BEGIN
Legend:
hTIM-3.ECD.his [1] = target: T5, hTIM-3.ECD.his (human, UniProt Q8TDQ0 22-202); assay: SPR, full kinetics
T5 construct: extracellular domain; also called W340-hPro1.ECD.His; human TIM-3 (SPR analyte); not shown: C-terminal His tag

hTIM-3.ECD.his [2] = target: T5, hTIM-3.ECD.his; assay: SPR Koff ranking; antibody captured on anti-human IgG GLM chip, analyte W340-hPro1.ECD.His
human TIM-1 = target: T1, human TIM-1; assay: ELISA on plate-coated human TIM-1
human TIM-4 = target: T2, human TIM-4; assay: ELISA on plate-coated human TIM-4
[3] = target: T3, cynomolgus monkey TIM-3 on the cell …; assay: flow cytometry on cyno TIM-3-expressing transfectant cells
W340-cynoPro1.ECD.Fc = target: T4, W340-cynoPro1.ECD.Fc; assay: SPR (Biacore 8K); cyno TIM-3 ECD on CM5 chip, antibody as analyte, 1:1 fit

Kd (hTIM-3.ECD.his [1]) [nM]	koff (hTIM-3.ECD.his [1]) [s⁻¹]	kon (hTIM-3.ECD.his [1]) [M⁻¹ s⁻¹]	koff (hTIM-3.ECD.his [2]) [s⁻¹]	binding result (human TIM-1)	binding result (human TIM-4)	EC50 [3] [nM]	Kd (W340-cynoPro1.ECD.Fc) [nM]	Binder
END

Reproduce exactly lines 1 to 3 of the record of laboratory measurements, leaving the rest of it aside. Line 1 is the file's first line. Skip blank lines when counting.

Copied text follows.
Legend:
hTIM-3.ECD.his [1] = target: T5, hTIM-3.ECD.his (human, UniProt Q8TDQ0 22-202); assay: SPR, full kinetics
T5 construct: extracellular domain; also called W340-hPro1.ECD.His; human TIM-3 (SPR analyte); not shown: C-terminal His tag